Get the weekly summary of crypto market analysis, news, and forecasts! This Week’s Summary The crypto market ends the week at a total market capitalization of $1,09 trillion. Bitcoin is up by over 2% to reach around $27,200. Ethereum increased by nearly 6% to close to $1,700. XRP gained almost 2% in value during a highly volatile week. Almost all altcoins are trading in the green, with virtually no exceptions. The DeFi sector maintains the total value of protocols (TVL)…
Cryptocurrencies revolutionized the financial sector and are slowly taking over the traditional banking system. For a long time, conventional banking has been associated with slow and inefficient transactions, especially when it comes to transaction fees.
Intermediaries, or rather banks and other financial institutions, are part of what makes financial transaction costs relatively high. However, this third-party influence in financial transactions ended when Satoshi Nakamoto introduced Bitcoin, the first cryptocurrency.
Bitcoin and other first-generation cryptocurrencies allow the transfer of currency from one person to another, but they do not support the addition of some transactional conditions. However, the case differs for the second most popular cryptocurrency Ethereum, and Ethereum gas makes the real difference.
What is Ethereum Gas?
Ethereum gas is a measurement unit representing the computational power required to complete or execute a transaction in the Ethereum blockchain. The Ethereum network needs some form of energy to keep going, and this energy is usually the computational power that will help users complete ETH transfers or execute smart contracts.
The Ethereum network uses ‘gas’ to measure the amount of force required or used in a particular transaction. For example, you will need a minimum of 21000 gas to complete a simple ETH transfer.
Diving Deeper into Ethereum Gas
Every Ethereum user needs to dive deeper into Ethereum transaction fees and how gas works. Although it is a unit of measurement for the computational power, Ethereum gas does not exist in the real sense and is usually converted to its Ethereum equals.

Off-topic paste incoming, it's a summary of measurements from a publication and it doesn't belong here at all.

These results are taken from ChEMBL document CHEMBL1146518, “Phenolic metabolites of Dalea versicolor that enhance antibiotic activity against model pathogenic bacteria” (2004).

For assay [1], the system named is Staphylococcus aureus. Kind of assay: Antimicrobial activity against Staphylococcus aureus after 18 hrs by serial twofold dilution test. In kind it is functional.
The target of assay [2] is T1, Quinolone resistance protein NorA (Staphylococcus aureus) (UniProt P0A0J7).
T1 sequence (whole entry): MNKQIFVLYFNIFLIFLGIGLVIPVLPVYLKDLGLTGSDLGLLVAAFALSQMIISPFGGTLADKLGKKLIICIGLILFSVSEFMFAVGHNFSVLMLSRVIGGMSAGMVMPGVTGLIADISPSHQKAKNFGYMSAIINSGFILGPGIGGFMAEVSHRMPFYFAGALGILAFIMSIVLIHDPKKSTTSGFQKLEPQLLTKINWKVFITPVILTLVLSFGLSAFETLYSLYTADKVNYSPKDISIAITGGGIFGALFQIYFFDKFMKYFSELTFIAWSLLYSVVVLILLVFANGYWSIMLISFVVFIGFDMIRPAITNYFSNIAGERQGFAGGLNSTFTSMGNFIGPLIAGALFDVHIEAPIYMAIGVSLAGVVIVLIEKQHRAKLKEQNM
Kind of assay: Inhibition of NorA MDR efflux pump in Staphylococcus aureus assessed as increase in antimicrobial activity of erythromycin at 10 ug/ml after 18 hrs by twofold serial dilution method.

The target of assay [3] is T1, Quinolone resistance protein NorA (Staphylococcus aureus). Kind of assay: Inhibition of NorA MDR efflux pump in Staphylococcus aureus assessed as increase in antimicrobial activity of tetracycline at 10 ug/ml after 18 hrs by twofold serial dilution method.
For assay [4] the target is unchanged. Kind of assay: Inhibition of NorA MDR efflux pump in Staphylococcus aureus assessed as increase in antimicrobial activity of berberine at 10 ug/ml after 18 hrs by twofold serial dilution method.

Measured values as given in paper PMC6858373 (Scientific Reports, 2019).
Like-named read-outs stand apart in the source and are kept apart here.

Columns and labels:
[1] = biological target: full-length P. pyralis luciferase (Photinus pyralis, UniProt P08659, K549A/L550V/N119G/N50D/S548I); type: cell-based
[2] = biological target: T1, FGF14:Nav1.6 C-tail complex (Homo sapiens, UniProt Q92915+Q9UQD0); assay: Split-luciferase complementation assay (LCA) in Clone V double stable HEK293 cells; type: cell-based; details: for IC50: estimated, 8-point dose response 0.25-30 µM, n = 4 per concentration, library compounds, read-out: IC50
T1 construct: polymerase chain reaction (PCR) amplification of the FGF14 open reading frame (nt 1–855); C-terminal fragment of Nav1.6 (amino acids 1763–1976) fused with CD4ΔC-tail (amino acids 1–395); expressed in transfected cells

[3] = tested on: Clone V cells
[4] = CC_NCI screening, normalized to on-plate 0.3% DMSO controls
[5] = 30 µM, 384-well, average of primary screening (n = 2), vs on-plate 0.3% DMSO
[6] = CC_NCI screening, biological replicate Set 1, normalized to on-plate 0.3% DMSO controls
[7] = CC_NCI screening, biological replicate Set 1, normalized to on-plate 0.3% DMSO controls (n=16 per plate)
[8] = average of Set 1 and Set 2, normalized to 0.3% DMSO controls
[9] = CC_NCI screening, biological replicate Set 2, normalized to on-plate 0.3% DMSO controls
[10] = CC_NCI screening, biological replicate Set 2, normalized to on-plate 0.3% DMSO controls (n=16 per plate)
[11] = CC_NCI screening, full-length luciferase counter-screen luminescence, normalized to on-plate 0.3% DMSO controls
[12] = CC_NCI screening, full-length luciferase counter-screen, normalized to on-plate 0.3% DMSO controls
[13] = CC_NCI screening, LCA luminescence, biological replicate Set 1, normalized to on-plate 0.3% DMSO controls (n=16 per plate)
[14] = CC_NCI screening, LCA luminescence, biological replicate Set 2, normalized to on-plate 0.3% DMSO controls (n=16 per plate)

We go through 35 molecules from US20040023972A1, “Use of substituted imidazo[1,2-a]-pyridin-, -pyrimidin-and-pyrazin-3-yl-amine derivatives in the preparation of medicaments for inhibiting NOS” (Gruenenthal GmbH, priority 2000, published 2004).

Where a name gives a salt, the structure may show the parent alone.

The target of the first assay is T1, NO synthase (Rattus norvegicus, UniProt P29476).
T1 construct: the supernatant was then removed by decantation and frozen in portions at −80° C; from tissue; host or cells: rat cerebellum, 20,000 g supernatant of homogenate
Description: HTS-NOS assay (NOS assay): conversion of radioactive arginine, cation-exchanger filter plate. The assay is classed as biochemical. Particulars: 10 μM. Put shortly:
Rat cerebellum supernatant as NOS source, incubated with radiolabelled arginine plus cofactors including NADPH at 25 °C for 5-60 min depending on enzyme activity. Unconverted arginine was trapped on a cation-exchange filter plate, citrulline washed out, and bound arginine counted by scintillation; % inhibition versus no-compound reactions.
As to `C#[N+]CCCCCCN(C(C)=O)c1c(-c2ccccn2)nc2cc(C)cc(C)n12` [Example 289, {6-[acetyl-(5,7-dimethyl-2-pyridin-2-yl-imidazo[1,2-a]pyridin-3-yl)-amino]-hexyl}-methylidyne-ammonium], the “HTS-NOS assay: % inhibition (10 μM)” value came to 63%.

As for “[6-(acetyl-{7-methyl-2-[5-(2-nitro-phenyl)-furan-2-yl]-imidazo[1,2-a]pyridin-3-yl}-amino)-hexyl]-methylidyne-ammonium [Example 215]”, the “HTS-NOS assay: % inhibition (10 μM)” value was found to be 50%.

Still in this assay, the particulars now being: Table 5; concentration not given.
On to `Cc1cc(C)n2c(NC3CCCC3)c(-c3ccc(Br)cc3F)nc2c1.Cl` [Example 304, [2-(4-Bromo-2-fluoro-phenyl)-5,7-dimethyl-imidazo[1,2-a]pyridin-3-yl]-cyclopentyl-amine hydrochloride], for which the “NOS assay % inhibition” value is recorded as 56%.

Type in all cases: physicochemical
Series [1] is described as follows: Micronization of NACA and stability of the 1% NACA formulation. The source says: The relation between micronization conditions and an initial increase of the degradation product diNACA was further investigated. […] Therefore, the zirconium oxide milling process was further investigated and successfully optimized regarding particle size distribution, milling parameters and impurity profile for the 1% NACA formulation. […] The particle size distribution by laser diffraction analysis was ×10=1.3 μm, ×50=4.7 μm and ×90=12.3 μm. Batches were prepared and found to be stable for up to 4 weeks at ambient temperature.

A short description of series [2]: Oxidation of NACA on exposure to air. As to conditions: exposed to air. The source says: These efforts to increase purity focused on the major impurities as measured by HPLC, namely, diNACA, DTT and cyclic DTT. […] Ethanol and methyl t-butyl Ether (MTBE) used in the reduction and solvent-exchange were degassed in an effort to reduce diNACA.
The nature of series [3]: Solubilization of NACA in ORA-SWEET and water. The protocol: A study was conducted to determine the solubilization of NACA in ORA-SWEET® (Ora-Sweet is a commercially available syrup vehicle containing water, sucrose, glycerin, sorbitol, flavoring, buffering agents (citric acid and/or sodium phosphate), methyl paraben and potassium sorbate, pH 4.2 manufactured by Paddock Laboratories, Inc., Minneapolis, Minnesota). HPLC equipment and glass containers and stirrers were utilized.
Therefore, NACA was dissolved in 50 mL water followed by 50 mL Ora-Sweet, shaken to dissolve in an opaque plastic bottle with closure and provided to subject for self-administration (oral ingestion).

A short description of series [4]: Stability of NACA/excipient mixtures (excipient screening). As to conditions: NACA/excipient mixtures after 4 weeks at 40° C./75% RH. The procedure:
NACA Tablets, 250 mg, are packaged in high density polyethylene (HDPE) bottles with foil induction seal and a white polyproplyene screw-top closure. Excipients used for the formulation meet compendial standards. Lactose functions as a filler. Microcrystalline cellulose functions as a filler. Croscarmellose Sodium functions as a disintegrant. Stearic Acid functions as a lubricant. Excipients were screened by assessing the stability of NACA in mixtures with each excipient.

It would sound logical to reason that gas does not need to be in the blockchain network, and the computational power can get expressed in ETH. However, a mechanism ensures the amount of Ethereum represented by a unit of gas remains constant.
That way, users remain protected from the price volatility associated with cryptocurrencies. While ETH’s price can increase sharply or decrease, the cost of transferring the currency remains the same. When the ETH price increases, the system reduces the amount of Ethereum each unit of gas represents and keeps the transaction fees constant.
The network will do the same when the Ethereum coin loses value, so users will not pay less for Ethereum gas. Therefore, the gas concept is set to ensure the cost of transactions in the Ethereum blockchain is not affected by price volatility.
However, the price of gas can increase during times of high traffic in the Ethereum network. During these times, several transactions are usually competing to appear in the next block.
Gas as Miners’ Reward
From the Ethereum users’ perspective, gas is simply the transaction fee for completing transactions on the Ethereum network. However, gas is usually an incentive to miners who run the network as it determines the amount of reward they get for executing operations within the network.
Each transaction on the Ethereum blockchain requires some gas to run. Users pay the gas amounts, and then miners receive rewards in the form of ETH equivalent to the amount of gas spent in completing transactions or executing smart contracts. Therefore, for every Ethereum transaction that users make, the demand for Ethereum increases, and the miners’ reward as well.
Ethereum Gas Limit and Gas Prices
Ethereum gas limit refers to the amount of computational power that the Ethereum Virtual Machine will use in a particular transaction. The transactions on the network are different, and more complex transactions mean more gas will be used. A simple ETH transfer will have a lower gas limit compared to smart contracts. The transaction sender specifies their gas limit, and it can be or, instead, should at least be higher than the actual amount the transaction requires. Why?
If the sender sets a lower gas limit than what the transaction requires, miners will execute the transaction to the point where all the gas gets used up. The miner will take the fees for the computational work done, but the transaction will record as ‘failed’ on the Ethereum blockchain. Setting the gas limit too high is also not recommendable as it gives miners additional tasks for sending refunds to the user’s wallet.
Gas price refers to the value of one unit of gas in ETH that a user is willing to pay to execute their transactions. Users are free to set the amounts, and the price set impacts the transactions. Miners will prioritize transactions with higher gas prices, so users setting gas prices low may have to wait long before their transactions get through. Transactions with gas prices too low can as well get ignored.
The concept of Ethereum gas is not entirely straightforward to understand for the average person and especially those new to cryptocurrency. Further, it can be intimidating, especially when one cannot accurately compute the gas limit, thus ending up with a couple of failed transactions and lost gas. However, some wallets set gas limits for users so they do not have to struggle while sending transactions. Furthermore, users can also utilize the statistics from ETH gas stations for gas prices and even see the execution speed at different price levels.